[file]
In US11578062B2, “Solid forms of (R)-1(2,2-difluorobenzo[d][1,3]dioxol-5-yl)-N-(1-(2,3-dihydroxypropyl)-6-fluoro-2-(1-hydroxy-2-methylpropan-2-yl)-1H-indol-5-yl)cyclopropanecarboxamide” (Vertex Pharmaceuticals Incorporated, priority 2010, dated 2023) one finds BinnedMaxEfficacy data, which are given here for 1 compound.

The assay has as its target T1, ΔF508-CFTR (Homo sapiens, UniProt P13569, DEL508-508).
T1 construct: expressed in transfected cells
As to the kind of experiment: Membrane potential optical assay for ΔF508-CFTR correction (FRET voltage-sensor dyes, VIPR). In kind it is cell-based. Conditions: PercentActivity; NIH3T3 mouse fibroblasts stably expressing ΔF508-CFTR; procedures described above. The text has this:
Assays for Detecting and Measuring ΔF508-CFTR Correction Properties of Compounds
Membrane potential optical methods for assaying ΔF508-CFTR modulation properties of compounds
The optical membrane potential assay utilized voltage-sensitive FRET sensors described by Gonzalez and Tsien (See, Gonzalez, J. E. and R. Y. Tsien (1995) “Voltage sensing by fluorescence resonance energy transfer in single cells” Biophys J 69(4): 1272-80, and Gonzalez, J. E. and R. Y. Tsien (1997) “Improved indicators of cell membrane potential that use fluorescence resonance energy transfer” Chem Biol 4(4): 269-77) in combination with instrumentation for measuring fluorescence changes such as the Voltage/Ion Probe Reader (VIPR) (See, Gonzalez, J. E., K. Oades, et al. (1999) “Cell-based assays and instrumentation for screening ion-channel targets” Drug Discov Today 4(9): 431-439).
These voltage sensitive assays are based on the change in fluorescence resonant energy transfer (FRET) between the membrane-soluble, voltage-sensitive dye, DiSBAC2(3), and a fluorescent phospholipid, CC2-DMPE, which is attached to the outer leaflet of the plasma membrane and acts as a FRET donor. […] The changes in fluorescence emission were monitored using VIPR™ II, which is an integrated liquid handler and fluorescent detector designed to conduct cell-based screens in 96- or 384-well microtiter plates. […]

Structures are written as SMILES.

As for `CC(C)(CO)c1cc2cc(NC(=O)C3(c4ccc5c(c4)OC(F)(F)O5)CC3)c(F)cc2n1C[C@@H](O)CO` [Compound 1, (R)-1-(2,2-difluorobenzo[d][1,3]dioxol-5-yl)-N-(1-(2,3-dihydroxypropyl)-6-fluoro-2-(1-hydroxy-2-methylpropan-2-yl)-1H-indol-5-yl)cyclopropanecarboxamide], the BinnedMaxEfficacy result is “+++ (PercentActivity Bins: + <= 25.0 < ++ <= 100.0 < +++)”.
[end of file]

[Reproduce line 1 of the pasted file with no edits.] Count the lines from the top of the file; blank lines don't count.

In US11578062B2, “Solid forms of (R)-1(2,2-difluorobenzo[d][1,3]dioxol-5-yl)-N-(1-(2,3-dihydroxypropyl)-6-fluoro-2-(1-hydroxy-2-methylpropan-2-yl)-1H-indol-5-yl)cyclopropanecarboxamide” (Vertex Pharmaceuticals Incorporated, priority 2010, dated 2023) one finds BinnedMaxEfficacy data, which are given here for 1 compound.